Certified Registered Nurse Anesthetists (CRNAs) are advanced practice nurses who safely provide more than 32 million anesthetics for surgical, obstetrical and trauma care each year in the United States. They administer every type of anesthetic, work in every type of practice setting and provide care for every type of operation or procedure – from open heart surgery to pain management programs.
CRNAs provide anesthetics to patients in collaboration with surgeons, anesthesiologists, dentists, podiatrists and other qualified healthcare professionals. As advanced practice registered nurses, they are given a high degree of autonomy and professional respect.
Nurse anesthetists have been providing anesthesia in the United States for over 125 years, beginning with their care of wounded soldiers during the Civil War. There currently are more than 36,000 nurse anesthetists in the United States – approximately 45% of whom are men (as compared with 8% men in the nursing profession as a whole). CRNAs are the sole providers of anesthesia in approximately two thirds of all rural hospitals in the United States, enabling these healthcare facilities to offer obstetrical, surgical and trauma stabilization services. In some states, CRNAs are the sole providers in nearly 100% of rural hospitals.
For more information about becoming a CRNA, see the American Association of Nurse Anesthetists website.
CRNAs practice in every setting in which anesthesia is delivered: traditional hospital surgical suites and obstetrical delivery rooms; critical access hospitals; ambulatory surgical centers; the offices of dentists, podiatrists, ophthalmologists, plastic surgeons and pain management specialists; and healthcare facilities of the military, Public Health Service and Veterans’ Affairs.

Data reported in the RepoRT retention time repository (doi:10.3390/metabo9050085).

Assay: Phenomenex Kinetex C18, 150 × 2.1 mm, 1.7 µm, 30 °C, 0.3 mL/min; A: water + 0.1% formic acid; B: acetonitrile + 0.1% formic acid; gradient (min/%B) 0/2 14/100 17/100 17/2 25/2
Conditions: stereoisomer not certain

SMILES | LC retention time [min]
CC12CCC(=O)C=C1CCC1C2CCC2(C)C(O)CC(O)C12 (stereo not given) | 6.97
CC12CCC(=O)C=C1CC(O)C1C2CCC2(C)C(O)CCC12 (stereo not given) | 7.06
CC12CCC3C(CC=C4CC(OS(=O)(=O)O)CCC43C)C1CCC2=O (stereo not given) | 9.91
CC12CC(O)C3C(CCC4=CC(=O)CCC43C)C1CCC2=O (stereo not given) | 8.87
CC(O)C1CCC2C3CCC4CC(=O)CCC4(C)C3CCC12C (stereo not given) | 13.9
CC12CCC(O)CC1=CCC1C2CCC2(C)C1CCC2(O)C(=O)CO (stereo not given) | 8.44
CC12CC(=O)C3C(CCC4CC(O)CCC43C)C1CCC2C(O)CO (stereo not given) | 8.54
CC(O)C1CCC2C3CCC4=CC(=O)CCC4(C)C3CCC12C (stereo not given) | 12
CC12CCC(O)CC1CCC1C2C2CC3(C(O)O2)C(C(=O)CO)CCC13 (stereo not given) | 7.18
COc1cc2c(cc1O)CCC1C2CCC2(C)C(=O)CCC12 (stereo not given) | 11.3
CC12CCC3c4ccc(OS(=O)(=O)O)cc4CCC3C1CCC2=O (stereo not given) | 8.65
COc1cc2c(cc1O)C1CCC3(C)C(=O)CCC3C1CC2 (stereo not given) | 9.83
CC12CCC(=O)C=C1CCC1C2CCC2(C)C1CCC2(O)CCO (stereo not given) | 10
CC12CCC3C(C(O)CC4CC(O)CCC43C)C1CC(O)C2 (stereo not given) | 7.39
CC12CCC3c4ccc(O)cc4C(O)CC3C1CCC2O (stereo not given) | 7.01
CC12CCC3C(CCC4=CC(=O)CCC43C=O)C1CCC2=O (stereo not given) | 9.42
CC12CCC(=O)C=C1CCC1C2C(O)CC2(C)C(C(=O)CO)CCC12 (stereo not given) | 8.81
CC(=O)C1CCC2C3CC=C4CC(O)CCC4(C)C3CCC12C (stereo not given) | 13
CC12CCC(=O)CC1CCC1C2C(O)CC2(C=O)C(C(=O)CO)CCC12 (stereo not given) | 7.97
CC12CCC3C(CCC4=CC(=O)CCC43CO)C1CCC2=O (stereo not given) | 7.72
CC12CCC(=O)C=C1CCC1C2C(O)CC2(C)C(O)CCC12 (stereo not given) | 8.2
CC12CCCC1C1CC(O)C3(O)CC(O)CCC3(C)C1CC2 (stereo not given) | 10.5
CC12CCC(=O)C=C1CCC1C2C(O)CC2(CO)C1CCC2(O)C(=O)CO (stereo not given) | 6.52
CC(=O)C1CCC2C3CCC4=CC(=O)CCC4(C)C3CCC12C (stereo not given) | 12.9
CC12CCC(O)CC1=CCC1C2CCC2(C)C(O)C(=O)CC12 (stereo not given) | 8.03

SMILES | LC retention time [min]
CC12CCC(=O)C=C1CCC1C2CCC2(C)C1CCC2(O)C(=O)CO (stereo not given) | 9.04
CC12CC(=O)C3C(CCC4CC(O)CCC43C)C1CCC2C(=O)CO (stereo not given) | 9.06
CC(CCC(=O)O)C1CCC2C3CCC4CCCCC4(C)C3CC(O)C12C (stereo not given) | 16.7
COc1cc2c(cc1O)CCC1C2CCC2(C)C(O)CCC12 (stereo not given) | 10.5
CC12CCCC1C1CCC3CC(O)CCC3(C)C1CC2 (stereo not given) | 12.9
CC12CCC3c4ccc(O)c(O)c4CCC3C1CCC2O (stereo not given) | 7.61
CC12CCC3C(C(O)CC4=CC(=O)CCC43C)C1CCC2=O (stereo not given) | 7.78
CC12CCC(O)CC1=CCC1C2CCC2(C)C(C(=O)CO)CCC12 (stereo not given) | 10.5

CRNAs carry a heavy load of responsibility and are compensated accordingly. The reported average annual salary in 2012 was approximately $157,000 with more experienced CRNAs earning up to $214,000 each year.
The prospects for finding a good job in this field are excellent for the foreseeable future: According to the U.S. Department of Health and Human Services, there is a significant and growing need for CRNAs across the country.
Part 1: How to Attend College Without Going into Too Much Debt
Criminal Background Check? But, I’m Not A Criminal!
Accreditation Matters: (Part I)
Interprofessional Healthcare Education Means Better Patient Care
Applying for Financial Aid (Part II)
Are You Credit Ready and Credit Worthy?
Why Diversity Matters in the Health Professions
Start preparing for your health career in high school
Reconciliation Act of 2010 Includes Significant Student Aid Provisions
Healthcare Reform 101
Centralized Application Services
In order to be accepted into an accredited nurse anesthesia program, you must be a currently licensed RN with a Bachelor of Science in Nursing (BSN) or other appropriate baccalaureate degree and at least one year of experience in an acute care setting. Certified Registered Nurse Anesthetist (CRNA) programs, which lead to a master’s or doctoral degree, take two to three years and include clinical training in university-based or large community hospitals. Following graduation, you must pass the national certification exam before you can begin practice. However, certification is not a one-time accomplishment: In order to maintain their certification standing, CRNAs must obtain a minimum of 40 hours of continuing education every two years. Search for schools that provide training for this career.
The American Association of Colleges of Nursing (AACN) and the American Association of Nurse-Anesthetists (AANA) have reviewed and approved this material.
Search for funding opportunities related to this career
Search for enrichment programs related to this career
Search for academic degree and certificate programs related to this career
Last updated: March 7, 2014
©2012 American Dental Education Association